FibroScan® Frequently Asked Questions
How is a FibroScan® examination performed?
You lie on your back, with your right arm raised behind your head. The operator applies a water-based gel to the skin and positions the probe adjacent to your liver. The operator then scans your liver to capture 10 meaningful measurements made at the same location. The result is delivered at the end of the examination as a number in “kilopascals” (kPa). Your doctor will interpret the result in conjunction with other information from your overall examination
Will I be comfortable?
Yes. The exam is painless and non-invasive. During measurement, you feel a slight vibration on the skin at the tip of the probe. It’s also easy and fast, usually taking 5 to 10 minutes.
How long does it take to see results and what do the results mean?
FibroScan® provides immediate results to the operator. Your physician then interprets the result according to your history and underlying disease.
What is the liver? What does it do in the body?
The liver is the largest solid organ in the body, about the size of a football, weighing three to four pounds. The liver serves as the body’s filter and warehouse, with more than 1.5 quarts of blood pumping through it every minute. This allows the liver to effectively remove toxins and waste products from the bloodstream. It also acts as a warehouse to hold onto substances like vitamins, minerals and glucose that the body will need later. The liver helps to manage cholesterol, hormones and sugar. It also regulates fat storage and blood clotting factors.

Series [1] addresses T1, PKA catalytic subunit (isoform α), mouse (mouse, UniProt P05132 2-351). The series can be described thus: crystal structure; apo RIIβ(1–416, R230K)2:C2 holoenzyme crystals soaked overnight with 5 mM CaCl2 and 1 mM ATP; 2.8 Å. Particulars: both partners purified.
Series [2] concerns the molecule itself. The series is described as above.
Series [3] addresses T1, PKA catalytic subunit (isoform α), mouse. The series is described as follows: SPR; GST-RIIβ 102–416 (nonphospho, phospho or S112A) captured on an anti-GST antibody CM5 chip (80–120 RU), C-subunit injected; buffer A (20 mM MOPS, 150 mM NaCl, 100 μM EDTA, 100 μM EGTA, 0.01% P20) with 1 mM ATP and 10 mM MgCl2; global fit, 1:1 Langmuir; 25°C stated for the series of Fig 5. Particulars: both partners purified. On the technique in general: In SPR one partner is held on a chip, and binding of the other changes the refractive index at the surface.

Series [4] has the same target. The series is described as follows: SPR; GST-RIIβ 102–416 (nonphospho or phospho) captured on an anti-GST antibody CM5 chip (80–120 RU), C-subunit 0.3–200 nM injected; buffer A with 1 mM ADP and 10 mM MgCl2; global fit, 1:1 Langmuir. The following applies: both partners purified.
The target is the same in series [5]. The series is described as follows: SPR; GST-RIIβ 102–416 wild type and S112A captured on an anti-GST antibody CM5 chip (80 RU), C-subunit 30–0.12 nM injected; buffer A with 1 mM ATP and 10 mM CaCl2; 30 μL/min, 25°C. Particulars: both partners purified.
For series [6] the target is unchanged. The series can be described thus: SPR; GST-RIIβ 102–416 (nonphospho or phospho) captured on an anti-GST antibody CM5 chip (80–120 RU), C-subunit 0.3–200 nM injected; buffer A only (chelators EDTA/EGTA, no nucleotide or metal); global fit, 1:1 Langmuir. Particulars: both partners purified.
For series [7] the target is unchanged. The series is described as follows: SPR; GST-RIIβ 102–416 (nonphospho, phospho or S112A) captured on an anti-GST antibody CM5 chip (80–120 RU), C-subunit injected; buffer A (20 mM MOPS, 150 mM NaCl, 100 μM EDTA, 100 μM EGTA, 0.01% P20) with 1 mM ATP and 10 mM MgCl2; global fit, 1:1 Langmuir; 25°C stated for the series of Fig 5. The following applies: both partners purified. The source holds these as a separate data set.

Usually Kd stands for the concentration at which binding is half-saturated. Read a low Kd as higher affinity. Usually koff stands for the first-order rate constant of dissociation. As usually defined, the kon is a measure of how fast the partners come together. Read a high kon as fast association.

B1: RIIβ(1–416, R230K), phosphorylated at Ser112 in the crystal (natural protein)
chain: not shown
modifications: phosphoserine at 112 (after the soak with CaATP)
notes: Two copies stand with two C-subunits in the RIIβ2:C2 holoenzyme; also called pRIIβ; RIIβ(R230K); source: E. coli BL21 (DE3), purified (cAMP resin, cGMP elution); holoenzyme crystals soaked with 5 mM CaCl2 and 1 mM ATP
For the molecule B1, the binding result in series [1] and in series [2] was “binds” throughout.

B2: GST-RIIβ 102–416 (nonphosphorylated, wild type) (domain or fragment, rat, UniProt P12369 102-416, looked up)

Why have a FibroScan® exam?
A FibroScan® can help you and your health care provider understand your liver status and, when needed, create a care plan to support this vital organ.
What are some things that can harm the liver?
- Medications – Acetaminophen (Tylenol) is usually well tolerated at prescribed doses, but overdose is the most common cause of drug-induced liver disease and acute liver failure worldwide.
- Some Herbal and Alternative Remedies – Blue-green algae, borage, bupleurum, chapparal, confrey, dong quai, germander, jun bu hua, kava mistletoe, pennyroyal, sassafras, shark cartilage, skullcap and valerian.
- Infections that Affect the Liver – Inflammation of the liver (Hepatitis). Common causes are the Hepatitis A, B and C viruses.
- Non-Alcoholic Fatty Liver disease – Fatty liver disease affects approximately 20 percent of the population worldwide and is commonly seen in people with diabetes and obesity. People with fatty liver disease may progressively damage their liver to an extent that requires a liver transplant.
- Abuse of Alcohol – This most common cause of cirrhosis in the Western world represents one of the 10 most common causes of death.
If the liver sustains damage from any cause, normal liver tissue can become:
- Fatty (steatosis)
- Fibrous (fibrosis)
- Scarred (cirrhosis)
What are some symptoms of liver damage?
Symptoms of liver damage can include fatigue, loss of appetite, nausea and vomiting, fever, itchy skin, abdominal pain, jaundice (yellowing of the eyes and skin), dark urine and pale stools.